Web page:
Feeds

Indian court grabs back 122 GSM licences from operators

Firms devalue to the tune of $25bn

Security for virtualized datacentres

India's Supreme Court has ruled that the 2G licences awarded in 2008 were not fairly distributed, and has snatched 122 of them back from the operators who were using them.

The court has decided the first-come-first-served approach adopted by then-telecoms minister Andimuthu Raja was "totally arbitrary and unconstitutional", and that the companies who gained from it should be fined. That process led to bands of spectrum being knocked out at discount prices to companies who were first, or were elevated to first, in the queue, raising considerably less money than an auction might have managed.

"This country is no longer willing to allow these corrupt corporations and these corrupt public officials to retain the benefits of their illegal and corrupt actions" says one of the petitioners quoted in The Straits Times.

Raja is currently awaiting trial for fraud, and the court has also decided that Palaniappan Chidambaram, who was India's finance minister at the time but is now minister of the Home Affairs department, should face trial to see if he was involved.

The seven operators concerned have all been hit with considerable fines, but have also seen their share prices tank as it became clear they were going to have to bid for their existing spectrum in an open auction. Some have been expressing outrage, and shock, though the case has been rumbling on for a while and the ruling can't have come as a complete surprise.

Even as the spectrum was awarded, back in 2008, politicians were accused of stitching up the public purse by failing to auction the bands. The scandal even has its own Wikipedia entry listing all the companies, politicians, and journalists who are accused of colluding to distribute the licences.

India's current telecoms minister, Kapil Sibal, is trying to play down the effect on the cellular market, pointing out that only around 5 per cent of India's 900 million mobile subscribers will be hit, and that uncertainty over the 2G licences has been preventing investment in the country.

The uncertainty has now gone, with auctions to be arranged as quickly as possible – hopefully before the current licence-holders ask for their money back. ®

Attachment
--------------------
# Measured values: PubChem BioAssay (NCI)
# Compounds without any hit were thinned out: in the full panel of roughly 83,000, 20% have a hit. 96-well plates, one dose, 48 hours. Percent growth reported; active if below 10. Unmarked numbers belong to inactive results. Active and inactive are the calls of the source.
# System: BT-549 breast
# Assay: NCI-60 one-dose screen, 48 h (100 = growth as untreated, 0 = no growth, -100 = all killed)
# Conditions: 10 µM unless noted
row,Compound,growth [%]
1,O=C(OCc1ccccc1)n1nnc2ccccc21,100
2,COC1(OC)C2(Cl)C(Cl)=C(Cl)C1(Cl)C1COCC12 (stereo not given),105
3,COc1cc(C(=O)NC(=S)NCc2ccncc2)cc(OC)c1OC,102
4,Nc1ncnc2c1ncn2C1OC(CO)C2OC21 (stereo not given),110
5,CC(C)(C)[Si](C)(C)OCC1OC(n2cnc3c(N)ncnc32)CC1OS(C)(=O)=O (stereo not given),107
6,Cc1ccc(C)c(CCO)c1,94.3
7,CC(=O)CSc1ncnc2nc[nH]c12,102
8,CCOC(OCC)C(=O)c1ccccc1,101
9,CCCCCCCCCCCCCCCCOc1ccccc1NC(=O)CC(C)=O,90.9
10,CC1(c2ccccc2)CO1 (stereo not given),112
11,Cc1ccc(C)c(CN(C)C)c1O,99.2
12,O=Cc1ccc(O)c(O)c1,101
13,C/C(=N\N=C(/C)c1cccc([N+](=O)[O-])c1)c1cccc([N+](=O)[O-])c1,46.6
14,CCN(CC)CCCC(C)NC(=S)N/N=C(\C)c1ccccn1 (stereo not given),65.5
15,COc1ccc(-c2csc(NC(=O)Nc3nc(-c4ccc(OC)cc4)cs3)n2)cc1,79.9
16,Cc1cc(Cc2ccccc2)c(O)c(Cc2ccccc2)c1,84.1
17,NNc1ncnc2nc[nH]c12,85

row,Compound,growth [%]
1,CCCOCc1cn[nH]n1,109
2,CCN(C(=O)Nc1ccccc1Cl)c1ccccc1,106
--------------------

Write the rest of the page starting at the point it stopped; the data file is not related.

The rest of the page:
Protecting against web application threats using SSL

More from The Register

next story
Brit telcos warn Scots that voting Yes could lead to HEFTY bills
BT and Co: Independence vote likely to mean 'increased costs'
Phones 4u slips into administration after EE cuts ties with Brit mobe retailer
More than 5,500 jobs could be axed if rescue mission fails
New 'Cosmos' browser surfs the net by TXT alone
No data plan? No WiFi? No worries ... except sluggish download speed
Radio hams can encrypt, in emergencies, says Ofcom
Consultation promises new spectrum and hints at relaxed licence conditions
Turnbull: NBN won't turn your town into Silicon Valley
'People have been brainwashed to believe that their world will be changed forever if they get FTTP'
Blockbuster book lays out the first 20 years of the Smartphone Wars
Symbian's David Wood bares all. Not for the faint hearted
Bonking with Apple has POUNDED mobe operators' wallets
... into submission. Weve squeals, ditches payment plans
prev story

Whitepapers

Providing a secure and efficient Helpdesk
A single remote control platform for user support is be key to providing an efficient helpdesk. Retain full control over the way in which screen and keystroke data is transmitted.
WIN a very cool portable ZX Spectrum
Win a one-off portable Spectrum built by legendary hardware hacker Ben Heck
Saudi Petroleum chooses Tegile storage solution
A storage solution that addresses company growth and performance for business-critical applications of caseware archive and search along with other key operational systems.
Protecting users from Firesheep and other Sidejacking attacks with SSL
Discussing the vulnerabilities inherent in Wi-Fi networks, and how using TLS/SSL for your entire site will assure security.
Security for virtualized datacentres
Legacy security solutions are inefficient due to the architectural differences between physical and virtual environments.